Inspired by this story, I, too, stuck with addressing my situation until the morning. I realized that rather than fight these negative thoughts, I needed to simply find refuge in something deeper. I worked with “the scientific statement of being,” which helped me see my true nature as God’s image (see Science and Health with Key to the Scriptures by Mary Baker Eddy, p. 468) and the “Daily Prayer” found in the Church Manual, which reads: “ ‘Thy kingdom come;’ let the reign of divine Truth, Life, and Love be established in me, and rule out of me all sin; and may Thy Word enrich the affections of all mankind, and govern them!” (Mary Baker Eddy, p. 41). 

This prayer pointed me toward God, Truth. This was like a rock that shielded me from the suggestions that were calling out for attention. I could feel the peace, but the pain persisted. I stayed with the spiritual truths in the Daily Prayer. I felt a deep spiritual peace, and by morning the pain was gone. A few days later, I was throwing a football around with my son, something I had not been able to do for over a year. I’ve continued to be able to move my shoulder normally, freely, and without pain. 

It was important for me to fully accept that divine Love, God, meets each human need, and that Love is not a far-off, ethereal concept but a powerful, real presence that has a tangible impact in human experience.

That night the rock, Truth, shielded me from the negative currents of human thought and destroyed them. The truth I was seeing in prayer gave me a glimpse into the allness of God and fundamentally changed my perspective—and my body. Truth not only shelters us from troubling suggestions, but it actually separates us from the current of human beliefs and brings us into line with the Christ. “To the burdened and weary, Jesus saith: ‘Come unto me.’ O glorious hope! there remaineth a rest for the righteous, a rest in Christ, a peace in Love. The thought of it stills complaint; the heaving surf of life’s troubled sea foams itself away, and underneath is a deep-settled calm,” writes Mary Baker Eddy (Message to The Mother Church for 1902, p. 19).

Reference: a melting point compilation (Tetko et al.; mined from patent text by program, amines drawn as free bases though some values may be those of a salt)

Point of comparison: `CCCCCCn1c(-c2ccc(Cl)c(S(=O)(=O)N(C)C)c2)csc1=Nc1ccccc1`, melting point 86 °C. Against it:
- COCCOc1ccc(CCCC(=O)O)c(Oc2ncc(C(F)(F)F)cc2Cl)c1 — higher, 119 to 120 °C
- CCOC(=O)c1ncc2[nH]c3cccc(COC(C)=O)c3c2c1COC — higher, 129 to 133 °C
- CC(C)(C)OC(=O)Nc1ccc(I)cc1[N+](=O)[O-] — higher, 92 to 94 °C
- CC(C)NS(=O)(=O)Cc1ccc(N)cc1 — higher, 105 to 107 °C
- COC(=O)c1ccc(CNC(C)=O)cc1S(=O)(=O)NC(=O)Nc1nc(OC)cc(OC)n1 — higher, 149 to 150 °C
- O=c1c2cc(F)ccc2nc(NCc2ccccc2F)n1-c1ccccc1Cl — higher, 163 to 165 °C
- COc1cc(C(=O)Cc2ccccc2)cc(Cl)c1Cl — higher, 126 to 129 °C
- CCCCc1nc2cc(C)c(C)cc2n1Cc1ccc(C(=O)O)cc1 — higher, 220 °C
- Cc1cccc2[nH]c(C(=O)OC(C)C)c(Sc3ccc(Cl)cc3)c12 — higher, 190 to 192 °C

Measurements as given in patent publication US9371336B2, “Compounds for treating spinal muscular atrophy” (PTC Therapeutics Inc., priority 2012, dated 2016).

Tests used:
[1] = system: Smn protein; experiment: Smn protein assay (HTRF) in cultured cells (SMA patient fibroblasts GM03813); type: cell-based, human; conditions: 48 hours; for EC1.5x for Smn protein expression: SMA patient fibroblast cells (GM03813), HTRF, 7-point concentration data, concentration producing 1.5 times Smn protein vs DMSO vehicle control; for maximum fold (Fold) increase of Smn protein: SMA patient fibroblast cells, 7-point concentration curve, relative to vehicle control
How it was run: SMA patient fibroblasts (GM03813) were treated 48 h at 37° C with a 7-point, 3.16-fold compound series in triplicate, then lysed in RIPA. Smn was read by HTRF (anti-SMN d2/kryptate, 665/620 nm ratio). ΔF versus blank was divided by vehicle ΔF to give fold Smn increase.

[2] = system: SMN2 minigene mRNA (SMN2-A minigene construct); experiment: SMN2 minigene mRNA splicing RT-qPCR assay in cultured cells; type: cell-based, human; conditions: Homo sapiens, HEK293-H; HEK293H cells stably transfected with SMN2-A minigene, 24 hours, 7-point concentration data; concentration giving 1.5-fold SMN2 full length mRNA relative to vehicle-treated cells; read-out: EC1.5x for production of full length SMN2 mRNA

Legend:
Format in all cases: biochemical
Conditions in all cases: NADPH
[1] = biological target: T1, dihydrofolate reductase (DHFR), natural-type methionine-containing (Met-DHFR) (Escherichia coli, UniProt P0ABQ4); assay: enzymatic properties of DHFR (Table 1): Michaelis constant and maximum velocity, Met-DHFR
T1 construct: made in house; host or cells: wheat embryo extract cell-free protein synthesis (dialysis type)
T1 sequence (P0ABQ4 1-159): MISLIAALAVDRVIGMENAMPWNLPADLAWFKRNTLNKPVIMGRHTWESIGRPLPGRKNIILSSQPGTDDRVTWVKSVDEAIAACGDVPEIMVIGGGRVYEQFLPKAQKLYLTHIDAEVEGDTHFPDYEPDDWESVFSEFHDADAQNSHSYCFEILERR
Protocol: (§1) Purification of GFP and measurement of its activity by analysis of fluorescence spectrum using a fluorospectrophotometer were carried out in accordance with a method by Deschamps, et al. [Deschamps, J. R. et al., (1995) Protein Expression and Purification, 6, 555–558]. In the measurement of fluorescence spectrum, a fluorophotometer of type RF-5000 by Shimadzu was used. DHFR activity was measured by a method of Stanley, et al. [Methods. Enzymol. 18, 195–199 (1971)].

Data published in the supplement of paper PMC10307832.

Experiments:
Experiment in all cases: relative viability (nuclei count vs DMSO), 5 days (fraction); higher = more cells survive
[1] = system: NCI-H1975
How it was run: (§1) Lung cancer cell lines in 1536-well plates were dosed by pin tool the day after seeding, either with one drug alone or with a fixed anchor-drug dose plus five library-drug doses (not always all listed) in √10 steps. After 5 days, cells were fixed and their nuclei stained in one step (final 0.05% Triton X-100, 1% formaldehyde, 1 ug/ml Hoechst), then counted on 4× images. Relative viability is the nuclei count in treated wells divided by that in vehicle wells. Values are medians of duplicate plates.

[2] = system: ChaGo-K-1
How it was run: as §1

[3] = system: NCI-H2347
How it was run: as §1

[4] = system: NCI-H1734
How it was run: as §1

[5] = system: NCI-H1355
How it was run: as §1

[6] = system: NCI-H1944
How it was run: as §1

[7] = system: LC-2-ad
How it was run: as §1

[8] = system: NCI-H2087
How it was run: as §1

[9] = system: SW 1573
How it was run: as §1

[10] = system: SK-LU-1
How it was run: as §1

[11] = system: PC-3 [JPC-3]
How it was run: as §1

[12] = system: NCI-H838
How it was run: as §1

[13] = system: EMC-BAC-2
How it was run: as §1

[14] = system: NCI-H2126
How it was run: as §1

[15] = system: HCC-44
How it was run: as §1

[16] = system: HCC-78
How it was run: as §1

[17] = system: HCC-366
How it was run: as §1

Here was the key lesson for me: The spiritual peace that we find in prayer points to the allness of God. It’s not a small space that allows us to “hide” from the turbulence of human experience, but it’s the understanding that infinite Love fills all space. When we mentally abide in the calm of Spirit, we see that there is no turbulence in the allness of Truth. We realize that in reality, we are truly free in every sense of the word.  

Whenever we feel the tug of untrue, material concepts, whether it comes in the subtle form of the belief in aging, and the apathetic acceptance of it, or in a more aggressive form of physical pain, we can find refuge in a more spiritual, peaceful state of thought, as we yield to the definitiveness and all-power of Truth. In the stillness of our mental closet, we can shut the door on fear and expect our prayers to be answered.

I learned that peace, health, and holiness can be found through the line of demarcation that is spiritual understanding.